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  3. The reason I got into genealogy (love of history is another) was my family refusal to give out any family history. So I have run into the stone wall of silence many times. I have even tried to give back family papers and old photographs of other families that I have obtained, but they were not interested. So some people just do not care and have no desire to learn about it. The other problem I have run into is that I have given all sorts of information to a person but when I ask for some information they cut off communication. This has happen many times. But the many great people I have met and the good times with them far make up for those who will not talk with you.

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    • You are right—the number of helpful people outnumber the uncooperative ones by a huge margin. But it still is frustrating and sad when people are not responsive or take information and then don’t share what they know. I actually prefer at least getting a response because then there is hope that a relationship and trust will develop and that they might share more down the road. I am always happy to share what I know, even if I get nothing back. But mostly, yes, people have been incredibly helpful!

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  4. Amy–do you trust ME? I have a story related to family history and old records, but I don’t want to post it on your blog. Send me an email address if you want the story.

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  5. Oh Amy, I do know how you feel – and it is frustrating. I have encountered a real mix of reactions from my relatives and the feeling I get from those who stonewall or ignore requests is that they feel they are “protecting” loved ones who have died. I know it sounds strange, but I almost think that the popularity of TV shows like “Who do you think you are?” has made people suspicious of our motives. To make “good” TV the researchers go looking for sensational stories and I wonder if people think that we are doing the same? Just a thought.

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    • It could be, Su—plus all the stories about identify theft and the government and companies spying on us and tracking our behavior. It may not be rational, but the fear is understandable. Ironically, part of what got me started on genealogy was Who Do You Think You Are! So for some it may be disturbing and to other inspiring.

      Thanks for your thoughts.

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  6. First, I am glad Amy contacted me. But I am among those who at first, had a degree of skepticism and hesitation to provide information other than a response. which I did promptly. As I’ve read in other posts in this blog, there are many scammers out there and sadly, they spoil if for those who really ARE interested. Happily, I’m interested and find this research fascinating, and I comment Amy, my newfound cousin for taking the time and interest in her research. I also understand that there are many who just say, “Who cares?” To them I answer, “I do.” And I think it’s important to know where your family came from and learn their history for as far back as possible. In doing so, you may learn about yourself. Too much of our history died with the Holocaust, and if this reference here seems far fetched so some, I believe it’s closer than you think. So to Amy, thank you for doing this! I look forward to sharing as much information as I can with you and learning what I can so I can share it with my children and their families.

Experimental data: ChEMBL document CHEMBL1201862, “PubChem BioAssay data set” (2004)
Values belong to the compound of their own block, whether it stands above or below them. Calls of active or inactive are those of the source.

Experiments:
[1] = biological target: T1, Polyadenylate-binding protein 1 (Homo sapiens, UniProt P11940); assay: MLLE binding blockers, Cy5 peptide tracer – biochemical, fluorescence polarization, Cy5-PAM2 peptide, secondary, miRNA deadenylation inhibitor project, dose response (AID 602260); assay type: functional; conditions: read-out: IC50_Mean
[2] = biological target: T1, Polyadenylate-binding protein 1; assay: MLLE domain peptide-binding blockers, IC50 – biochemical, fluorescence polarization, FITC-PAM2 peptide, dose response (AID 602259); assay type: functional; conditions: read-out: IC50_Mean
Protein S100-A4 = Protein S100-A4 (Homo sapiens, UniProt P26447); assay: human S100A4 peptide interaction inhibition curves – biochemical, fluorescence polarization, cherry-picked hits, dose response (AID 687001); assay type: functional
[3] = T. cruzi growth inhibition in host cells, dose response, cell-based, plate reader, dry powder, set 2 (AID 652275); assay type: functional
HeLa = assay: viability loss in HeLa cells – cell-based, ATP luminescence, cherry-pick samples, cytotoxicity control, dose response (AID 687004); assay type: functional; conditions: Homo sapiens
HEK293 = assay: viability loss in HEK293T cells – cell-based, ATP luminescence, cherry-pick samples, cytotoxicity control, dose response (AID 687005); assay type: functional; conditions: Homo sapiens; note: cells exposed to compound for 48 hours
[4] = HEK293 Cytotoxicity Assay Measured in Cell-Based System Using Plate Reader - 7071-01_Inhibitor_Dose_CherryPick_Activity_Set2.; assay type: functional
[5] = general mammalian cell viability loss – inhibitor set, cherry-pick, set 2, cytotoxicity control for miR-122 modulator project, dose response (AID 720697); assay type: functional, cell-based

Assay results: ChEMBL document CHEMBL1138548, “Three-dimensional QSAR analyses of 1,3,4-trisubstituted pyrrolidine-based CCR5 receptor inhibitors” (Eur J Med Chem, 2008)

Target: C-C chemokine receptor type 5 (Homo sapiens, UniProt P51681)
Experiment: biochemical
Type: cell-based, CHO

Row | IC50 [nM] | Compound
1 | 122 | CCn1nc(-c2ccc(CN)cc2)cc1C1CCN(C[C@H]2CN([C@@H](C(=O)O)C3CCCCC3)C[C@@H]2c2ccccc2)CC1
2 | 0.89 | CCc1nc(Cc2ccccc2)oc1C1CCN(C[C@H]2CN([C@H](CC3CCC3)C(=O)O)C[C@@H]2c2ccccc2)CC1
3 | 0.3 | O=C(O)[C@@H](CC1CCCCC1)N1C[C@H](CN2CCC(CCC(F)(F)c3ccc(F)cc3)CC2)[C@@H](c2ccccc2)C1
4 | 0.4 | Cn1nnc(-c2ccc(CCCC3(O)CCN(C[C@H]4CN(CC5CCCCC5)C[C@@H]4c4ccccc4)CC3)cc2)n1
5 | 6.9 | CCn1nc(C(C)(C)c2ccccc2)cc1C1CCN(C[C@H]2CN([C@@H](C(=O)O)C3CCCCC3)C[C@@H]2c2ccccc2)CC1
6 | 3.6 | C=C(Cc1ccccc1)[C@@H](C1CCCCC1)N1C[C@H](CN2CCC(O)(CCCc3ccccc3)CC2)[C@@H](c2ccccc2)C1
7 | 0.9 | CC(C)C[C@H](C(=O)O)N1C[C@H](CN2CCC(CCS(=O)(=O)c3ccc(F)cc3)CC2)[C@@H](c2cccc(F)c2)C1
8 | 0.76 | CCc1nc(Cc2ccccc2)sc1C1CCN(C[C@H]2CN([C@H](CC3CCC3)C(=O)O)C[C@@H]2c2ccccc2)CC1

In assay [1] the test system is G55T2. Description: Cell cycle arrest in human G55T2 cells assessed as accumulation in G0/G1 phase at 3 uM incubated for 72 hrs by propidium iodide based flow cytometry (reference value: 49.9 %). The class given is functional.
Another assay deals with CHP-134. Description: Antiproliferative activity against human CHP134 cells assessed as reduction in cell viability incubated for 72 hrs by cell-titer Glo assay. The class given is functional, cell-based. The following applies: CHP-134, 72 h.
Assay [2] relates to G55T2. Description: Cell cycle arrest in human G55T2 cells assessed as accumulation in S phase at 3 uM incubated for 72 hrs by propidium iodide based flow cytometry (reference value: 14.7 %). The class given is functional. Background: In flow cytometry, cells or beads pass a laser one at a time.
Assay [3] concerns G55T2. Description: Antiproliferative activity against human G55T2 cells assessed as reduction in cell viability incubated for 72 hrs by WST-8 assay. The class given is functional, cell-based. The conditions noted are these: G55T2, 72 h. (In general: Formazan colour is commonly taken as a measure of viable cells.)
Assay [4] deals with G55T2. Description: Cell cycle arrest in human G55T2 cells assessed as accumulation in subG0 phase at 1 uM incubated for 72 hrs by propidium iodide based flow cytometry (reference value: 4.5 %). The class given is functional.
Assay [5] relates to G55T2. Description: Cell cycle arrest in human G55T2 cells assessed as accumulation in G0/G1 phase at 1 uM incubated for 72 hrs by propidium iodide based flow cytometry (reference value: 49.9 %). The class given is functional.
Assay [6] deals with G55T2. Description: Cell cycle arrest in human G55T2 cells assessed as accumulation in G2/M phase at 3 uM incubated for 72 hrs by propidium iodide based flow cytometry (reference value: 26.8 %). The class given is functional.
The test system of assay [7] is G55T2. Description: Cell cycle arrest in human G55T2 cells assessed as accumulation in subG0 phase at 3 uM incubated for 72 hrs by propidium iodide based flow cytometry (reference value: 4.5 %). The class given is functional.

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    • Ron, I hope you realize that this post was not written about you or anyone in your line. It was a general post since I’ve run into lots of people who do not even respond to my messages. And I wrote it over a week before trying to contact you. You were amazing—responded and asked really good questions. People SHOULD be skeptical, and I never mind explaining who I am or why I am interested in the connection.

      Second, I am SO glad that you are interested in the family also. And you make a point I’ve given much thought to but not yet been able to research: how many relatives of ours died in the Holocaust? Growing up I always said I had no relatives who died in the Holocaust; now I know that that is extremely unlikely. Although I have not yet found anyone specific, clearly we had relatives who never left Europe. Hopefully eventually I will be able to track them down.

      It’s something I should write about at some point. I never knew I had relatives in Israel until this week! I’ve found relatives in Australia also (your relative also). There is so little we know, so much more to learn.

      Thanks so much for your support!

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      • Hi Amy – yes I realize and totally understand that the post I replied to was not written about me or anyone in my line. I just felt I wanted to respond to that because of the initial skepticism I felt when I was first contacted. All it took was a little patience, some reading and a few questions to validate who you were and the value of what you had done and continue to do. Others who may read the blog may come to the same conclusion. We can hope!

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  7. As follow up to my last post, I am particularly interested in my family history because for much of my life, I had little contact with “this part” of my family. So for me,this will be a learning experience.

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    • I also knew nothing about my family history, especially my mother’s side. I knew my grandparents and a few names, but not much more. It’s been eye-opening and fascinating to learn about their lives and the lives of their families.